Also by this author: The Promise, The Drummer Boy, Sinner, Green, The Dream Traveler's Quest, Into the Book of Light, The Curse of Shadownman, The Garden and the Serpent, The Final Judgment, Millie Maven and the Bronze Medallion
Series: The Paradise Trilogy #1
Published by Thomas Nelson on January 2006
Genres: Fiction, Christian, Suspense
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When a stranger named Marsuvees Black appears in Paradise, he brings with him a message of hope and love. Or is it death and hate? Perhaps neither - perhaps both. He seems to know too much about the town's many unspoken secrets, and he himself holds the greatest secret of them all. As black clouds and sandstorms envelop the town, it becomes almost impossible to get in or out. It quickly becomes apparent that Paradise is being isolated for a reason. But why?
Wanna trip, baby?
Following the breakout success of The Circle Trilogy, Dekker returned to a book he’d had rejected multiple times, cleaned it up, and pitched it to Thomas Nelson as the first book in a new trilogy—one that also had connections to the world of the Circle. Only one problem: While Dekker’s previous work had either stayed entirely within the accepted boundaries of “Christian Fiction” (see The Caleb Books) or toed the boundary line but in a way that had a safe precedent (see When Heaven Weeps), this new novel was speculative fiction with a dark twist. It was King or Koontz, not something you’d see in the Christian market.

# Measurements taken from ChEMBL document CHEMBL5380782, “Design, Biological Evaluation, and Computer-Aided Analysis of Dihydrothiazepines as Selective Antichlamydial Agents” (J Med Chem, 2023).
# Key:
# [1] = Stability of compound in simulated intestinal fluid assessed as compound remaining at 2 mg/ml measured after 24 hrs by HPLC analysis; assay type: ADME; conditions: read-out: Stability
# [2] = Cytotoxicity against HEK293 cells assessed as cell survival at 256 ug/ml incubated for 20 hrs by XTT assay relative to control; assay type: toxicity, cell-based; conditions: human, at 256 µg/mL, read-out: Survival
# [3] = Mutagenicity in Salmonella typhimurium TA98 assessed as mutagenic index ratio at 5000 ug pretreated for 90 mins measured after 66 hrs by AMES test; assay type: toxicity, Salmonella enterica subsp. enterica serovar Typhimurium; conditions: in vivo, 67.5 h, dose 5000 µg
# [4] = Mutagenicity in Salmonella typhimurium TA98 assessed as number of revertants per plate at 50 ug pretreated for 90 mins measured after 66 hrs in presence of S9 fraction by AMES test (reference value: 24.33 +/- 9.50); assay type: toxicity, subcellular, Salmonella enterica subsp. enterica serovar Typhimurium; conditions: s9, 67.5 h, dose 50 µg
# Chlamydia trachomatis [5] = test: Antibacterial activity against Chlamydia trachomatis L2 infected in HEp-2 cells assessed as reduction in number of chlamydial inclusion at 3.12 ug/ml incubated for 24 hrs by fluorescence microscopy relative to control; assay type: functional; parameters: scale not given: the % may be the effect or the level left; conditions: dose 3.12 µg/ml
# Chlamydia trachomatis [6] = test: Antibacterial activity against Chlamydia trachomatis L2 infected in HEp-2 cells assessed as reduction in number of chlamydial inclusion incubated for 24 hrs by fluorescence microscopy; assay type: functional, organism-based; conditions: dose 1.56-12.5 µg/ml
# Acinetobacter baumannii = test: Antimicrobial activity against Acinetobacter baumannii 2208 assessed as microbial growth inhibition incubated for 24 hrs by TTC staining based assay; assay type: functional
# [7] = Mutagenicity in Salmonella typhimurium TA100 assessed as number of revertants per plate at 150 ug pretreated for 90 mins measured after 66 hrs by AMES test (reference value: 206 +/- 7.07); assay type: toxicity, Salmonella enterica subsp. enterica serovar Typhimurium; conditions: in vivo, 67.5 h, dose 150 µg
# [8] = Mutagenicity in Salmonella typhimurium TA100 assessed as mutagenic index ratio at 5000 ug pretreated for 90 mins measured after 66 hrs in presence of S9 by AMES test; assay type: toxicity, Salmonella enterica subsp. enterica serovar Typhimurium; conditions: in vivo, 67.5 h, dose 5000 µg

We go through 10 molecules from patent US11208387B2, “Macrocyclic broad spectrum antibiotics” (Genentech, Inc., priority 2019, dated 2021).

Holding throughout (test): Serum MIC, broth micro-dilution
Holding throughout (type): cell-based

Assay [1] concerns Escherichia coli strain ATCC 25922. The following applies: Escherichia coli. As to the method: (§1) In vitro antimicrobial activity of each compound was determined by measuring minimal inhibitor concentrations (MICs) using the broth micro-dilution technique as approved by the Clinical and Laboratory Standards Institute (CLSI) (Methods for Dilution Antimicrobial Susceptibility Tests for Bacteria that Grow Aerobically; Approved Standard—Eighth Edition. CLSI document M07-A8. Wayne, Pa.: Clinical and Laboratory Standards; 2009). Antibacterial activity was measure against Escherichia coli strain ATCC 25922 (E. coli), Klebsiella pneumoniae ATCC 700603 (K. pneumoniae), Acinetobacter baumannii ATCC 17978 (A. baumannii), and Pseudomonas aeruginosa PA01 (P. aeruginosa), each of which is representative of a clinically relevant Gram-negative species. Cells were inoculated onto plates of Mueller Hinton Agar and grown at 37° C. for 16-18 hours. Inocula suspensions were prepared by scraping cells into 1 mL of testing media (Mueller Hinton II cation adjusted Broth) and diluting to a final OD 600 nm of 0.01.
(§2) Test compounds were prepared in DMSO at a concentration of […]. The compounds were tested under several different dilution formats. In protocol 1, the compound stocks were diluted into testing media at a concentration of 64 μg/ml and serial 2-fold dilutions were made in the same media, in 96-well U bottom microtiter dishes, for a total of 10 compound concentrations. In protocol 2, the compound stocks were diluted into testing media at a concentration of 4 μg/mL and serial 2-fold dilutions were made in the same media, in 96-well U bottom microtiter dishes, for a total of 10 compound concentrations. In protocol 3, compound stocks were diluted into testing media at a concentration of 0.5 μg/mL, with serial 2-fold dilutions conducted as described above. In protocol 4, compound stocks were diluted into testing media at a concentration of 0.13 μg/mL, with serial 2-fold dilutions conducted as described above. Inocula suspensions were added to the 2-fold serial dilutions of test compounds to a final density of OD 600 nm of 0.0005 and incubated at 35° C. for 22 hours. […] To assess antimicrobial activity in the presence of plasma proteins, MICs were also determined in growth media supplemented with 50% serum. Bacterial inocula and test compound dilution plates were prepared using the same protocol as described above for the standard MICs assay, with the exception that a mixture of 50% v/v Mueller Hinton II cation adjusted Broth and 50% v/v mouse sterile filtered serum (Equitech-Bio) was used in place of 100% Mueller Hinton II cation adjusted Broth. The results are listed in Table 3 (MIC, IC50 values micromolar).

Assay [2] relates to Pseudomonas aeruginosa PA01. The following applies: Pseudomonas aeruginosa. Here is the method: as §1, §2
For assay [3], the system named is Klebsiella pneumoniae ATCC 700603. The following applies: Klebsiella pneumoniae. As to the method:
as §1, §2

Originally called Storytellers, this novel—ultimately called Showdown—riffed off of the words in the book of John about “the word made flesh.” This connection to a piece of Scripture is thematically similar to a lot of early Dekker novels (see Thr3e and Obsessed). The novel follows a group of children separated from the world and raised in a monastery to test the purity of their faith. (And if this plotline seems familiar, it’s because Dekker uses it in Blessed Child.) Specifically, the children have been raised in the monastery in Paradise so that they would have a pure enough faith to write in blank books that make whatever is written in them come true.
Readers who have read The Circle Trilogy will understand that these are the famed Books of History that disappeared from Other Earth in White. I mention all of these connections to show how the theme of Showdown was present in all of Dekker’s earlier work. He may not have been able to get Showdown published at the time, but it didn’t stop him from exploring those themes in his writing. With the success of The Circle Trilogy, Dekker finally had the opportunity to tell the story the way he really wanted—and the mega-series The Books of History Chronicles was born.
Showdown is about the sleepy town of Paradise, Colorado. The residents are unaware that a secret monastery lies in the mountains outside of town; even more unaware that there’s an experiment going on that could change the world. David Abraham, Project Showdown’s founder, has gathered special children from all over the world and raised them in this monastery for the sole purpose of being able to correct the world’s wrongs by writing in the books that create truth. Only one problem: Marsuvees Black.